“Room 218. I used to get people saying, ‘She’s in my room.’ I’ve had people tell me that she was touching them, or they could see her sitting on the bed. A friend of mine told me if you walk up the top of the stairs, you could see her in the mirror by [room] 308. I’ve also had people tell me she was in the bar coming down the stairs. The bar has a lot of mirrors in it, and it’s easy to see things out of the corner of your eye, especially if you’re tired.”

What When How

But room 218 isn’t the only room in the hotel rumored to be haunted. One story told by Bettye Adams, the hotel’s current owner, sits heavy in the hotel’s history. She recounted a horrifying incident when a Navy seaman requested to stay in room 315 because of the ghostly activity he had heard happened there.

Room 315

Not long after his arrival, police were notified of a disturbance in one of the rooms. They hurried up to room 315 where they found the door locked. According to reports, the man leaped from the third-floor window. He survived the fall but when police were able to enter the room, they found the walls completely streaked with blood.

Did something scare this brave Navy soldier so badly that his only escape was a risk of death? What could have caused so much blood to be left behind on the room’s walls? What happened in room 315 remains a mystery to this day, but employees still tell of strange sounds and sensations surrounding the third-story room.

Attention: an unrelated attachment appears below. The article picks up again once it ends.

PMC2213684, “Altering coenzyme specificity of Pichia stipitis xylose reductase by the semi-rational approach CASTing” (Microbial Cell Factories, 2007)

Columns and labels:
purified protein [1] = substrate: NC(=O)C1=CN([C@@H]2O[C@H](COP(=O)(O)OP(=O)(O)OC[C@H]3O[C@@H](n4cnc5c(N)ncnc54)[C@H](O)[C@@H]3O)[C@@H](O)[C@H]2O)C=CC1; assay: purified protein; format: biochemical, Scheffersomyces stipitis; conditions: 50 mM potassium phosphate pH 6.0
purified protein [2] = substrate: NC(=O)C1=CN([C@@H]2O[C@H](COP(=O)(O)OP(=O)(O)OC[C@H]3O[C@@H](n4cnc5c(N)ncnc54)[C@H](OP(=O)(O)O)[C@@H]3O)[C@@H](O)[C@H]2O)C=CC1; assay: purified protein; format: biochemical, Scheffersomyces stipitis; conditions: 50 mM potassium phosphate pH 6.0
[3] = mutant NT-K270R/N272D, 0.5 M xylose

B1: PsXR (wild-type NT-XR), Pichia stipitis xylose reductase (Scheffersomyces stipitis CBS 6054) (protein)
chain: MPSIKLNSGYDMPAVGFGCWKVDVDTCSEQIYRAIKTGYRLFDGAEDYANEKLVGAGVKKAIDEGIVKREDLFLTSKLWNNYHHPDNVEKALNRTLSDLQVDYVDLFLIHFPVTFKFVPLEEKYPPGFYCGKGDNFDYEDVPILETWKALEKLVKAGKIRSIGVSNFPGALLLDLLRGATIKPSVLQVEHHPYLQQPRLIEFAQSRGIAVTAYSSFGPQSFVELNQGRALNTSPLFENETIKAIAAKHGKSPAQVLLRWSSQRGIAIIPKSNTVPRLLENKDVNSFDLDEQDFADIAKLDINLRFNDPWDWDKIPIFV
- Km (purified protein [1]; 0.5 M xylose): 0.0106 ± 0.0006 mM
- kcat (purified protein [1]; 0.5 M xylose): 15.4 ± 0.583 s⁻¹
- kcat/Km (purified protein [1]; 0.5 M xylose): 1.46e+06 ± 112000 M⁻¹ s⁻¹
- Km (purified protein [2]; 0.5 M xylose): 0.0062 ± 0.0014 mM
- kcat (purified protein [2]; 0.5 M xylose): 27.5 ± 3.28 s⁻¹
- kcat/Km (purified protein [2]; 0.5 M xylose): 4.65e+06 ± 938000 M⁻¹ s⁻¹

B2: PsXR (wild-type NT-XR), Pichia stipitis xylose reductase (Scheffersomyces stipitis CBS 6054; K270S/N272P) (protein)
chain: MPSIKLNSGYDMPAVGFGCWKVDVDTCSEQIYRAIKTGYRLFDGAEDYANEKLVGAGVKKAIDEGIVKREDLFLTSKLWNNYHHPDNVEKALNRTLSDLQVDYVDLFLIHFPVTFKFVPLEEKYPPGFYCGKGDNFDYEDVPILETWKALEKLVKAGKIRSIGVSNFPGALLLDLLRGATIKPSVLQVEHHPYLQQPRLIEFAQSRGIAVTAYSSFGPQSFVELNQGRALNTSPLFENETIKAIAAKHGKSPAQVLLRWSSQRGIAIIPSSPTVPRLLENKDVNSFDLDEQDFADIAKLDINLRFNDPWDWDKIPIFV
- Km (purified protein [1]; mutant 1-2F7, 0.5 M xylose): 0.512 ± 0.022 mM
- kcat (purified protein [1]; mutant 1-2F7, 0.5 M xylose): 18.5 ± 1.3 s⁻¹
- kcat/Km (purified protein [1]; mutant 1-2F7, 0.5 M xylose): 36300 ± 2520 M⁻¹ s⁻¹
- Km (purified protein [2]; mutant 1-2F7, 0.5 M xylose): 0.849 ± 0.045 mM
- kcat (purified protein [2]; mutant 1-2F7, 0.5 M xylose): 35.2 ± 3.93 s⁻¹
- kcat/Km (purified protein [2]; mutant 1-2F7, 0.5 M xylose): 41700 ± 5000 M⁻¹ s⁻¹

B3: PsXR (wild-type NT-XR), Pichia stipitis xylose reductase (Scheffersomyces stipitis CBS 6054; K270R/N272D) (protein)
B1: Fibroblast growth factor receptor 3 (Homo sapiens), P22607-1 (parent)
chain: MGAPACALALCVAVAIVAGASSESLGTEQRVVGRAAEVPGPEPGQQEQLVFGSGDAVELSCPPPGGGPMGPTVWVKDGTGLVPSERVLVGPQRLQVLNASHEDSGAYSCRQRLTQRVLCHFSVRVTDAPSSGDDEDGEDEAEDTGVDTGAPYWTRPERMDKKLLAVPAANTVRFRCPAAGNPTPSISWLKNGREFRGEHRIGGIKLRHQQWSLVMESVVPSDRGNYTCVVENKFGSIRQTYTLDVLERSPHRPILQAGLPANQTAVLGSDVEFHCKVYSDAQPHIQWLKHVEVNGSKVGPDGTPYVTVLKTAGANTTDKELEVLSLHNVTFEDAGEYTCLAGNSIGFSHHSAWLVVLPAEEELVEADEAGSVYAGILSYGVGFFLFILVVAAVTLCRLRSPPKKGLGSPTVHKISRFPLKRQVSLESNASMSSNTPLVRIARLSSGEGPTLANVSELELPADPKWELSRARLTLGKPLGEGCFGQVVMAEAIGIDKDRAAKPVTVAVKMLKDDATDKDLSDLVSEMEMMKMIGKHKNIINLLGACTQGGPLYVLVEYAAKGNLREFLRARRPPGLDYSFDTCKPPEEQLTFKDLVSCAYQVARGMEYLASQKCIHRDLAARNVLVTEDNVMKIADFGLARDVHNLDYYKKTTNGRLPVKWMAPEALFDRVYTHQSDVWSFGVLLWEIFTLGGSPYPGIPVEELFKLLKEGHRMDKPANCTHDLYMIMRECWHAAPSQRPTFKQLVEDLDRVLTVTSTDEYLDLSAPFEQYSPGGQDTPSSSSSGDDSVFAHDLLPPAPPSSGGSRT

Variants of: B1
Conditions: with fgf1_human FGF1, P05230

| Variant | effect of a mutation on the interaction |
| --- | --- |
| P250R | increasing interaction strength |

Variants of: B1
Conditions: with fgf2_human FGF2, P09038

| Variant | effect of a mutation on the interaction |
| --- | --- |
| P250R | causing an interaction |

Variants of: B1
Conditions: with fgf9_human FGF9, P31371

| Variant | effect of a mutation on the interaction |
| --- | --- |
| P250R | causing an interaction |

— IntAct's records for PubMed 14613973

One employee of the Alaskan Hotel has been working there on and off since 1974. Though he has never had a personal experience, he’s heard about all of the ghostly happenings from other staff and guests. Housekeepers always used to state that there’s one particular room in which things are moved around by unseen hands. They’d place towels gingerly and come back to find them messed up or moved to a different location. Another employee told of a time he saw an apparition of a young girl in a white dress whom he only caught a glimpse of before she vanished.

Rooms 218, 219, 315, and 321 are said to be the most active at the hotel, so if you’re looking to book a spooky stay at the Alaskan, these are the hotspots.

The hotel’s bar is also active with unbottled spirits, and reports include apparitions as well as glasses moving on their own.

A few ghost investigation teams have visited the hotel and warned of a female entity who is known to attack guests. The hotel has even been featured on popular television shows such as The Alaska Triangle and Portals to Hell.

In Conclusion

So, just what is going on at the Alaskan Hotel? Who is responsible for spooking the sailor? Is there really a spirit of a murdered woman wandering the halls and rooms of the hotel, terrorizing guests? Who is down in the bar messing with cups? With all of these unanswered questions, it seems as if a stay at this haunted hotel is the only hope for any type of solid answer. Have you ever stayed at the Alaskan Hotel?